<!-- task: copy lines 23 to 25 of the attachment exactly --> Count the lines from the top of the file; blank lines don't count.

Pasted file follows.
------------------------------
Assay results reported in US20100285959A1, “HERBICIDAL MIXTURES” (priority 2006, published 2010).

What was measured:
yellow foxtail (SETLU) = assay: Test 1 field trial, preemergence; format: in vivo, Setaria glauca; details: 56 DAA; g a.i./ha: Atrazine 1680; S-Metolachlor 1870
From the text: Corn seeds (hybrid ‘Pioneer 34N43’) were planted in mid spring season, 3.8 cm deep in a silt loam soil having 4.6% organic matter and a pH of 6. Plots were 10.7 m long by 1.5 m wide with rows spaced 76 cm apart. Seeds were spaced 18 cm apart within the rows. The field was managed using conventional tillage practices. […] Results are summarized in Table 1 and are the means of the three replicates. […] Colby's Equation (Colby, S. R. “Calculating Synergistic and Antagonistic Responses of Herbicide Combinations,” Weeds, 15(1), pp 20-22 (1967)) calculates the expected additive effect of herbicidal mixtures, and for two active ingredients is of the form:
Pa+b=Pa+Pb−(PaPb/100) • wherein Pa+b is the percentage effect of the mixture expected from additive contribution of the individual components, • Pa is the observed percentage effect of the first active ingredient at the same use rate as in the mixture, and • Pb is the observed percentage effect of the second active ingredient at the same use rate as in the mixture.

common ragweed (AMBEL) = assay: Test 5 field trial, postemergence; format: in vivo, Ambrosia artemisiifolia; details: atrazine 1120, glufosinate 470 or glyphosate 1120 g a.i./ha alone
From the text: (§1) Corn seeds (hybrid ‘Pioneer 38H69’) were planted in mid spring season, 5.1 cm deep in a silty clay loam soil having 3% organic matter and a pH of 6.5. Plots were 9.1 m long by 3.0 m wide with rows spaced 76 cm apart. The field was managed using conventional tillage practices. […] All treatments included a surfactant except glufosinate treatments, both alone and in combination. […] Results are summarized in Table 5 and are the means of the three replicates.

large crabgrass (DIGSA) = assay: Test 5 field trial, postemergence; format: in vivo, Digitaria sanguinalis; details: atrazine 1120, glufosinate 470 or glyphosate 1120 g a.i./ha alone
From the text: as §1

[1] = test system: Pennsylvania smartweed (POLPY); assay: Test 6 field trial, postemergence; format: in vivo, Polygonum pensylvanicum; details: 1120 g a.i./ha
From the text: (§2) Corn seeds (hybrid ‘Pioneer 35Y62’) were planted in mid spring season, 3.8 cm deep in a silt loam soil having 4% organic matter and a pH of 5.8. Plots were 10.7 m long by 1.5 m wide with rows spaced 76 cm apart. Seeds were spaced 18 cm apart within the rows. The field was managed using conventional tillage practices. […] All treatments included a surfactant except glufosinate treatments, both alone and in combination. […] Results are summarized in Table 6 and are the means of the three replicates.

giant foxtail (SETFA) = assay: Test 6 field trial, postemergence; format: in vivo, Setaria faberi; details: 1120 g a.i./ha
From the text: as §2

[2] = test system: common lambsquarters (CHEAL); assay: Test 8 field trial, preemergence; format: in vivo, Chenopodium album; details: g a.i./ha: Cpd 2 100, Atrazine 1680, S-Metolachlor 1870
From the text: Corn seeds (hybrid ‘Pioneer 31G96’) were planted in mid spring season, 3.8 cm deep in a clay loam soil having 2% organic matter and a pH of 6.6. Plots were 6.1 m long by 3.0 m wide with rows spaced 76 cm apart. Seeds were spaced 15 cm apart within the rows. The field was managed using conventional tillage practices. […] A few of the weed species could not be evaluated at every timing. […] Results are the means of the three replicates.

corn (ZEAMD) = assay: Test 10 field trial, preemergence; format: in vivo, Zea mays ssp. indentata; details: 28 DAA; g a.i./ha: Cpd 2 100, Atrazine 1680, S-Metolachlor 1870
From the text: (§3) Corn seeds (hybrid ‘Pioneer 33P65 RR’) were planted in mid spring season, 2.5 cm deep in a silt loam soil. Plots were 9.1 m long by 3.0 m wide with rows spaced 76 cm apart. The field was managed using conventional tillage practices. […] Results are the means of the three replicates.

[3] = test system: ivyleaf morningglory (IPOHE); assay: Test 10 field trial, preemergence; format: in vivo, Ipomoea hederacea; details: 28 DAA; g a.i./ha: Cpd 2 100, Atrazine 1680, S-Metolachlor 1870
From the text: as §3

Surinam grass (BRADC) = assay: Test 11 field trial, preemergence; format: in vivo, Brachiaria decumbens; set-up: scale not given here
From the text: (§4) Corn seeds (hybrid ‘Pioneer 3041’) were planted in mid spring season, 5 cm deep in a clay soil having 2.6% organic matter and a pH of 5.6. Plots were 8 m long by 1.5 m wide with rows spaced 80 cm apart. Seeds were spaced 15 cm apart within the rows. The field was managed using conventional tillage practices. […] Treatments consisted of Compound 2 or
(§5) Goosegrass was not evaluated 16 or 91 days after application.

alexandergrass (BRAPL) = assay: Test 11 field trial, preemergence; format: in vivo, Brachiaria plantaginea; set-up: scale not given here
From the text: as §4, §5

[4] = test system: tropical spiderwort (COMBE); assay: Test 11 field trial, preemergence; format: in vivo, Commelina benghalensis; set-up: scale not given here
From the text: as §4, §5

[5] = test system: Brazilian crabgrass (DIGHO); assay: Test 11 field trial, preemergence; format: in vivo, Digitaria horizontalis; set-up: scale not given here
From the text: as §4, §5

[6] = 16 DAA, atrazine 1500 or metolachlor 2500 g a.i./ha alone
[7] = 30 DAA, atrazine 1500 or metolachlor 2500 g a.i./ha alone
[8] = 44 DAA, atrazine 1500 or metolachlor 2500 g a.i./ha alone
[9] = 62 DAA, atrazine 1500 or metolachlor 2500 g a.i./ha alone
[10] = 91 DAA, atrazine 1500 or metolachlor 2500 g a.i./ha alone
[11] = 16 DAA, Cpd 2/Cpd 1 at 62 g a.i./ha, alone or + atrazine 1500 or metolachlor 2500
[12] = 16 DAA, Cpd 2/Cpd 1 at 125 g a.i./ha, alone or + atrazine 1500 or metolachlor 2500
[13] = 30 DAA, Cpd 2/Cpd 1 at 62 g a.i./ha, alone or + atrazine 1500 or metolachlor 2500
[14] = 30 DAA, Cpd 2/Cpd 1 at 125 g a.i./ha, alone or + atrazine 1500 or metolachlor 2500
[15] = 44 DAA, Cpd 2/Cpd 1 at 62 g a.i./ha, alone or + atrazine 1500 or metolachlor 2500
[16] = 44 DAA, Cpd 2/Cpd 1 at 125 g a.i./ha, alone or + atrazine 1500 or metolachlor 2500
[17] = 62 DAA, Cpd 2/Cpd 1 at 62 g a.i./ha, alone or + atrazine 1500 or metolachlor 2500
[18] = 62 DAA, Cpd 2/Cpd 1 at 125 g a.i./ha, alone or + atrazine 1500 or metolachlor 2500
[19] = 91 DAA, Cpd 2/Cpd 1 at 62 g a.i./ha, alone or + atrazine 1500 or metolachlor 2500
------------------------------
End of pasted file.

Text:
alexandergrass (BRAPL) = assay: Test 11 field trial, preemergence; format: in vivo, Brachiaria plantaginea; set-up: scale not given here
From the text: as §4, §5

[4] = test system: tropical spiderwort (COMBE); assay: Test 11 field trial, preemergence; format: in vivo, Commelina benghalensis; set-up: scale not given here